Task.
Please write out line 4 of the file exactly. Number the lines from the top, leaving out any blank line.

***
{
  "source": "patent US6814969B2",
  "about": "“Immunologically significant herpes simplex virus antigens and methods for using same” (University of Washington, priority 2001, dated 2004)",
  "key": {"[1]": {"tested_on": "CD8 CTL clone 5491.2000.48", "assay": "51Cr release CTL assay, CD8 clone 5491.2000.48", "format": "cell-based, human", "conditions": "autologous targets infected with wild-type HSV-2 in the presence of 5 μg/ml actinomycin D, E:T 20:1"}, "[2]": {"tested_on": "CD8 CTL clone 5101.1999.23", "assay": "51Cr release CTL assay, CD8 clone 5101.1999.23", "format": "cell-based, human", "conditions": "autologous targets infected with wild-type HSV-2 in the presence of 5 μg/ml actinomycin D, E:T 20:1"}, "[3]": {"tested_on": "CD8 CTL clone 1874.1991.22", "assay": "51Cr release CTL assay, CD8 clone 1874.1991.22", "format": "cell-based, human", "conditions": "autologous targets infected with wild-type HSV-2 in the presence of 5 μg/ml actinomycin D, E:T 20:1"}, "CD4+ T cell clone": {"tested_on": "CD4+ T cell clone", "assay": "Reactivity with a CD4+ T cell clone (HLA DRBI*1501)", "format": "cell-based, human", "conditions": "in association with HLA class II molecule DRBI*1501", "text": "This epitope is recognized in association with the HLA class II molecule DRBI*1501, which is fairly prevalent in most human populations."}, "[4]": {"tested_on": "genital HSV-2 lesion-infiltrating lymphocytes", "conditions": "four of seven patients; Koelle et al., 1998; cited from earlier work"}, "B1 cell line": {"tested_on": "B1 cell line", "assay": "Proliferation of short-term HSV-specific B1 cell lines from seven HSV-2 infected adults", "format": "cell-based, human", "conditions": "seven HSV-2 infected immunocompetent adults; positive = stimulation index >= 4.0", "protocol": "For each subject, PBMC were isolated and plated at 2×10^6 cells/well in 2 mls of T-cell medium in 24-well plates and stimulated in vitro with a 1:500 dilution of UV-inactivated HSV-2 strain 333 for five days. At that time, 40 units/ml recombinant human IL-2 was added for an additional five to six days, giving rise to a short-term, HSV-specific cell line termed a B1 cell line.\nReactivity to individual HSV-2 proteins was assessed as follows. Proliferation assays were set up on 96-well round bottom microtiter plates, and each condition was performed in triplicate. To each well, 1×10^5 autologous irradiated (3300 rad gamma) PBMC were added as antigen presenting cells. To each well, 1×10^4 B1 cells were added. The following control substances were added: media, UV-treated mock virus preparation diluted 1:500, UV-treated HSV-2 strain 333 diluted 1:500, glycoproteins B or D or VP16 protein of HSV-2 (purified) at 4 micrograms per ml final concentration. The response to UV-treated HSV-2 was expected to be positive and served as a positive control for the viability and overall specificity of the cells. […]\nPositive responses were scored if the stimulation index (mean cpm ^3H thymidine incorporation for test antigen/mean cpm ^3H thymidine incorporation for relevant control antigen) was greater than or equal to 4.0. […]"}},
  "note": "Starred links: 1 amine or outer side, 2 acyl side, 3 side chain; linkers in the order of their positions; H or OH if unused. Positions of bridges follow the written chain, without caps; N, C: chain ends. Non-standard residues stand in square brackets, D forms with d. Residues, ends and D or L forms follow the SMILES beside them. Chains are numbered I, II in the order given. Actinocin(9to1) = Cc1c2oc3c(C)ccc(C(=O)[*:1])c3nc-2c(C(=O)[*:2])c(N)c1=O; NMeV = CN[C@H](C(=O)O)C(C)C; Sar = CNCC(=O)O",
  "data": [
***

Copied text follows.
  "key": {"[1]": {"tested_on": "CD8 CTL clone 5491.2000.48", "assay": "51Cr release CTL assay, CD8 clone 5491.2000.48", "format": "cell-based, human", "conditions": "autologous targets infected with wild-type HSV-2 in the presence of 5 μg/ml actinomycin D, E:T 20:1"}, "[2]": {"tested_on": "CD8 CTL clone 5101.1999.23", "assay": "51Cr release CTL assay, CD8 clone 5101.1999.23", "format": "cell-based, human", "conditions": "autologous targets infected with wild-type HSV-2 in the presence of 5 μg/ml actinomycin D, E:T 20:1"}, "[3]": {"tested_on": "CD8 CTL clone 1874.1991.22", "assay": "51Cr release CTL assay, CD8 clone 1874.1991.22", "format": "cell-based, human", "conditions": "autologous targets infected with wild-type HSV-2 in the presence of 5 μg/ml actinomycin D, E:T 20:1"}, "CD4+ T cell clone": {"tested_on": "CD4+ T cell clone", "assay": "Reactivity with a CD4+ T cell clone (HLA DRBI*1501)", "format": "cell-based, human", "conditions": "in association with HLA class II molecule DRBI*1501", "text": "This epitope is recognized in association with the HLA class II molecule DRBI*1501, which is fairly prevalent in most human populations."}, "[4]": {"tested_on": "genital HSV-2 lesion-infiltrating lymphocytes", "conditions": "four of seven patients; Koelle et al., 1998; cited from earlier work"}, "B1 cell line": {"tested_on": "B1 cell line", "assay": "Proliferation of short-term HSV-specific B1 cell lines from seven HSV-2 infected adults", "format": "cell-based, human", "conditions": "seven HSV-2 infected immunocompetent adults; positive = stimulation index >= 4.0", "protocol": "For each subject, PBMC were isolated and plated at 2×10^6 cells/well in 2 mls of T-cell medium in 24-well plates and stimulated in vitro with a 1:500 dilution of UV-inactivated HSV-2 strain 333 for five days. At that time, 40 units/ml recombinant human IL-2 was added for an additional five to six days, giving rise to a short-term, HSV-specific cell line termed a B1 cell line.\nReactivity to individual HSV-2 proteins was assessed as follows. Proliferation assays were set up on 96-well round bottom microtiter plates, and each condition was performed in triplicate. To each well, 1×10^5 autologous irradiated (3300 rad gamma) PBMC were added as antigen presenting cells. To each well, 1×10^4 B1 cells were added. The following control substances were added: media, UV-treated mock virus preparation diluted 1:500, UV-treated HSV-2 strain 333 diluted 1:500, glycoproteins B or D or VP16 protein of HSV-2 (purified) at 4 micrograms per ml final concentration. The response to UV-treated HSV-2 was expected to be positive and served as a positive control for the viability and overall specificity of the cells. […]\nPositive responses were scored if the stimulation index (mean cpm ^3H thymidine incorporation for test antigen/mean cpm ^3H thymidine incorporation for relevant control antigen) was greater than or equal to 4.0. […]"}},